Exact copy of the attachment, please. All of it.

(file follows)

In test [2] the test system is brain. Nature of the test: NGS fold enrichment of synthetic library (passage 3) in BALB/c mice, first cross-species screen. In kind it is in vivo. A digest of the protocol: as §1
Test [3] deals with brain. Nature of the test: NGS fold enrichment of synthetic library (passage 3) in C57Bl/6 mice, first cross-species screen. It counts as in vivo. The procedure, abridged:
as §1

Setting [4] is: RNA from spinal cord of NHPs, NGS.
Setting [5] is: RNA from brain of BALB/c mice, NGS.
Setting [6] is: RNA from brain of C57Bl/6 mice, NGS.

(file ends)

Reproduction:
In test [2] the test system is brain. Nature of the test: NGS fold enrichment of synthetic library (passage 3) in BALB/c mice, first cross-species screen. In kind it is in vivo. A digest of the protocol: as §1
Test [3] deals with brain. Nature of the test: NGS fold enrichment of synthetic library (passage 3) in C57Bl/6 mice, first cross-species screen. It counts as in vivo. The procedure, abridged:
as §1

Setting [4] is: RNA from spinal cord of NHPs, NGS.
Setting [5] is: RNA from brain of BALB/c mice, NGS.
Setting [6] is: RNA from brain of C57Bl/6 mice, NGS.